Poll: Americans split on role of social media in news

Poll: Americans split on role of social media in news
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Forty-seven percent of Americans say they are comfortable with social networks like Facebook and Snapchat deciding what news they see, according to a new poll.

Though less than half, the figure is nonetheless a plurality: 34 percent told Morning Consult they were not very comfortable or not comfortable, and 20 percent said they did not know or have an opinion on the matter.

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The poll comes as Facebook looks to fend off allegations that an anti-conservative bias skewed the stories in its trending topics section, which is produced in part by human editors. CEO Mark Zuckerberg will meet with conservative leaders at the company’s headquarters in Menlo Park, Calif., on Wednesday.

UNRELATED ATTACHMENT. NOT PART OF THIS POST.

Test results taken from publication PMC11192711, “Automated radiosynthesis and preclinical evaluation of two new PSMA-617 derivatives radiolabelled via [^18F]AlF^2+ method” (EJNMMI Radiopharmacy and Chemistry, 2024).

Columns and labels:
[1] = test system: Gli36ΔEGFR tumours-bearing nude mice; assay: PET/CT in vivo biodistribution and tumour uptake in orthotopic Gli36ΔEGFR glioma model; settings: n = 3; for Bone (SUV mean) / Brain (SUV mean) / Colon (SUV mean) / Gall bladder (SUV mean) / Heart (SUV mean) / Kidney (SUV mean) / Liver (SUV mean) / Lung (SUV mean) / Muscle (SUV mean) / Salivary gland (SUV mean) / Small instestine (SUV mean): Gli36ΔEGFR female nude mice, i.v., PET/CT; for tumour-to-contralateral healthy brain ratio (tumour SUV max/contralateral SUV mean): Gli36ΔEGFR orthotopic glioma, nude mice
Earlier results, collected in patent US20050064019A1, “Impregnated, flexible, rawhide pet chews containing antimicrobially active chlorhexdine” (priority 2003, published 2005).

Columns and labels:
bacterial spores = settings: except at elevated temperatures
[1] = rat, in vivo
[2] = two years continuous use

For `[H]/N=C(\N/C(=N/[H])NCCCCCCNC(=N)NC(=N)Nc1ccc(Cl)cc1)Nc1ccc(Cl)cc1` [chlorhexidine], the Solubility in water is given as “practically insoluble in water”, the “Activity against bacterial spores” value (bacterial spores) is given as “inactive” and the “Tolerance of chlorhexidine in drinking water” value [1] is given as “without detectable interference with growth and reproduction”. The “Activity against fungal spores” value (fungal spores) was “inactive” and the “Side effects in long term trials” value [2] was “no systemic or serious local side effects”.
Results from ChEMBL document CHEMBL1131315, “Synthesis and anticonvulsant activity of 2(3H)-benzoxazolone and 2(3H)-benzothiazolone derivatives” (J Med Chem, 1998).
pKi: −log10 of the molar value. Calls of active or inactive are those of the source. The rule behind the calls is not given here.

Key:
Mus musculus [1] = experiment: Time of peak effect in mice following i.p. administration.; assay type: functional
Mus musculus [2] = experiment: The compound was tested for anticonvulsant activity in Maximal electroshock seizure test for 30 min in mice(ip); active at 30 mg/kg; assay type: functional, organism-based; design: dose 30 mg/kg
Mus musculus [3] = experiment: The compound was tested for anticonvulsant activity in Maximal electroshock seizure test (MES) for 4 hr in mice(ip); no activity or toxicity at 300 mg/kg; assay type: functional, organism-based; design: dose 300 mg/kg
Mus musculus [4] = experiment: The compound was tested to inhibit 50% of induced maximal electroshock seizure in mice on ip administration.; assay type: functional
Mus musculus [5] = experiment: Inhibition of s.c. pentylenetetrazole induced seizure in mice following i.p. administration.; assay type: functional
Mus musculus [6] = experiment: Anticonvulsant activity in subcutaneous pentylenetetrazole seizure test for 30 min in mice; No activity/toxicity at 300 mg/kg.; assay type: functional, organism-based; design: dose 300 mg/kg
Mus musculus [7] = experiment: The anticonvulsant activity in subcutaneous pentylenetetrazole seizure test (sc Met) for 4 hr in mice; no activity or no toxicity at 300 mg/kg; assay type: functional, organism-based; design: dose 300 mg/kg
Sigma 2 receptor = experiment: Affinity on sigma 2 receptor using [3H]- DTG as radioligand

More people were uncomfortable with the control Facebook and others have over the visibility of news when they were first presented with a paragraph comparing them to distribution channels like roads rather than the newspapers that are delivered using that infrastructure, according to Morning Consult.

Thirty-one percent said "reader interest" should determine what news users see on social media networks. Only 11 percent said editors should make that decision, but 29 percent said it should be a combination of the two.

Less than half of Americans are significantly aware of the bias allegations against Facebook. Forty-eight percent of people had heard some or a lot about them, while 52 percent had not heard much or had heard nothing at all.

Of the people who had heard about the allegations, 31 percent had heard about them through television news programming. Another 18 percent, the second-largest group, had heard about it through Facebook.

The poll had a total sample of 2,000 registered voters and was conducted between May 13 and 15.